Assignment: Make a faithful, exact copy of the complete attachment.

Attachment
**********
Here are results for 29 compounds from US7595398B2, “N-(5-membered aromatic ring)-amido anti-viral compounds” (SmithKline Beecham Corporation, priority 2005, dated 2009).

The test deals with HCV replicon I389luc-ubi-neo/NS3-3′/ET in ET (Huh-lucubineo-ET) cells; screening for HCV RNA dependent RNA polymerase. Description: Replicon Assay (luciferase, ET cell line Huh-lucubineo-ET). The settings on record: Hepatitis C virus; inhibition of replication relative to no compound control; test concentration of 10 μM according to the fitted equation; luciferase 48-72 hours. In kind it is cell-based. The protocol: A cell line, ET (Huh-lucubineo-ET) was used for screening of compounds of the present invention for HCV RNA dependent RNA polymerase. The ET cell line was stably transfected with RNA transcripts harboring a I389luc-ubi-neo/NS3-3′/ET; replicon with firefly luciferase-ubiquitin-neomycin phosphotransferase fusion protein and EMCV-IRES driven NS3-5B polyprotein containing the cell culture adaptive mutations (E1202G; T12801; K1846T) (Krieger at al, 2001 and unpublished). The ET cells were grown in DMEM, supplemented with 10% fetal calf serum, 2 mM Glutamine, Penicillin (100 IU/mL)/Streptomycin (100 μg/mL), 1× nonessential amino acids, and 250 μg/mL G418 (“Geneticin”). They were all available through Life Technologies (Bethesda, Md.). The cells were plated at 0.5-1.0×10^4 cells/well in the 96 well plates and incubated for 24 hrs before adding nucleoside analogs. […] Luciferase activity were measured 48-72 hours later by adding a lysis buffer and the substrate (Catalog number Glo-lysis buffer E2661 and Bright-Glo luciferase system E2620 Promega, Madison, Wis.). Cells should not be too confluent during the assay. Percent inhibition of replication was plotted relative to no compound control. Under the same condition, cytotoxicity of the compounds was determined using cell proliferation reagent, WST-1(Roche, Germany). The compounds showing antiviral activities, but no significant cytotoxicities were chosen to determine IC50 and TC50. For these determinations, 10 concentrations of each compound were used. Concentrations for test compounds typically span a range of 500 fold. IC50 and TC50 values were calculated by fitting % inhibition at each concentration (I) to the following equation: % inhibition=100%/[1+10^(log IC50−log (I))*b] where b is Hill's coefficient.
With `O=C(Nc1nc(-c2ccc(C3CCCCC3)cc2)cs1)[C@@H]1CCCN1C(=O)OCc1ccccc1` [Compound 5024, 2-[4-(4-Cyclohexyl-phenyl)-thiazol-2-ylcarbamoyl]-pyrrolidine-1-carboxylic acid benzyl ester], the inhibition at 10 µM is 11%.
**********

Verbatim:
Here are results for 29 compounds from US7595398B2, “N-(5-membered aromatic ring)-amido anti-viral compounds” (SmithKline Beecham Corporation, priority 2005, dated 2009).

The test deals with HCV replicon I389luc-ubi-neo/NS3-3′/ET in ET (Huh-lucubineo-ET) cells; screening for HCV RNA dependent RNA polymerase. Description: Replicon Assay (luciferase, ET cell line Huh-lucubineo-ET). The settings on record: Hepatitis C virus; inhibition of replication relative to no compound control; test concentration of 10 μM according to the fitted equation; luciferase 48-72 hours. In kind it is cell-based. The protocol: A cell line, ET (Huh-lucubineo-ET) was used for screening of compounds of the present invention for HCV RNA dependent RNA polymerase. The ET cell line was stably transfected with RNA transcripts harboring a I389luc-ubi-neo/NS3-3′/ET; replicon with firefly luciferase-ubiquitin-neomycin phosphotransferase fusion protein and EMCV-IRES driven NS3-5B polyprotein containing the cell culture adaptive mutations (E1202G; T12801; K1846T) (Krieger at al, 2001 and unpublished). The ET cells were grown in DMEM, supplemented with 10% fetal calf serum, 2 mM Glutamine, Penicillin (100 IU/mL)/Streptomycin (100 μg/mL), 1× nonessential amino acids, and 250 μg/mL G418 (“Geneticin”). They were all available through Life Technologies (Bethesda, Md.). The cells were plated at 0.5-1.0×10^4 cells/well in the 96 well plates and incubated for 24 hrs before adding nucleoside analogs. […] Luciferase activity were measured 48-72 hours later by adding a lysis buffer and the substrate (Catalog number Glo-lysis buffer E2661 and Bright-Glo luciferase system E2620 Promega, Madison, Wis.). Cells should not be too confluent during the assay. Percent inhibition of replication was plotted relative to no compound control. Under the same condition, cytotoxicity of the compounds was determined using cell proliferation reagent, WST-1(Roche, Germany). The compounds showing antiviral activities, but no significant cytotoxicities were chosen to determine IC50 and TC50. For these determinations, 10 concentrations of each compound were used. Concentrations for test compounds typically span a range of 500 fold. IC50 and TC50 values were calculated by fitting % inhibition at each concentration (I) to the following equation: % inhibition=100%/[1+10^(log IC50−log (I))*b] where b is Hill's coefficient.
With `O=C(Nc1nc(-c2ccc(C3CCCCC3)cc2)cs1)[C@@H]1CCCN1C(=O)OCc1ccccc1` [Compound 5024, 2-[4-(4-Cyclohexyl-phenyl)-thiazol-2-ylcarbamoyl]-pyrrolidine-1-carboxylic acid benzyl ester], the inhibition at 10 µM is 11%.